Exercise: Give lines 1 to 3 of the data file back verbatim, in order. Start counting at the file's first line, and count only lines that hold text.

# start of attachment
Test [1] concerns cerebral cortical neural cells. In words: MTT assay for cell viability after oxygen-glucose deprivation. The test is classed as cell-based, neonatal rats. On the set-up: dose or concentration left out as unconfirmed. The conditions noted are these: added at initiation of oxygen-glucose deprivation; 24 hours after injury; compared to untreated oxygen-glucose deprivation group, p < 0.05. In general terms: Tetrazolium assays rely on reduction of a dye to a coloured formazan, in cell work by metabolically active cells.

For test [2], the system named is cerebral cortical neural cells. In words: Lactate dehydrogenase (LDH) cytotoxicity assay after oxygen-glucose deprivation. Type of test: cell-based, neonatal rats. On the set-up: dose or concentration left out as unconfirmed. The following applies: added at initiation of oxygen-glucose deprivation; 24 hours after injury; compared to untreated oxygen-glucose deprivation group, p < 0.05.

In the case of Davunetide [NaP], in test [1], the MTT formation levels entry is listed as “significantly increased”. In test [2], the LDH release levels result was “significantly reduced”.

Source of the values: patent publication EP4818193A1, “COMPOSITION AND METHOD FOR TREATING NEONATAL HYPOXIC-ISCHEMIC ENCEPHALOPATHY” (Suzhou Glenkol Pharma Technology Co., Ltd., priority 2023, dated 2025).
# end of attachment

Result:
Test [1] concerns cerebral cortical neural cells. In words: MTT assay for cell viability after oxygen-glucose deprivation. The test is classed as cell-based, neonatal rats. On the set-up: dose or concentration left out as unconfirmed. The conditions noted are these: added at initiation of oxygen-glucose deprivation; 24 hours after injury; compared to untreated oxygen-glucose deprivation group, p < 0.05. In general terms: Tetrazolium assays rely on reduction of a dye to a coloured formazan, in cell work by metabolically active cells.

For test [2], the system named is cerebral cortical neural cells. In words: Lactate dehydrogenase (LDH) cytotoxicity assay after oxygen-glucose deprivation. Type of test: cell-based, neonatal rats. On the set-up: dose or concentration left out as unconfirmed. The following applies: added at initiation of oxygen-glucose deprivation; 24 hours after injury; compared to untreated oxygen-glucose deprivation group, p < 0.05.

In the case of Davunetide [NaP], in test [1], the MTT formation levels entry is listed as “significantly increased”. In test [2], the LDH release levels result was “significantly reduced”.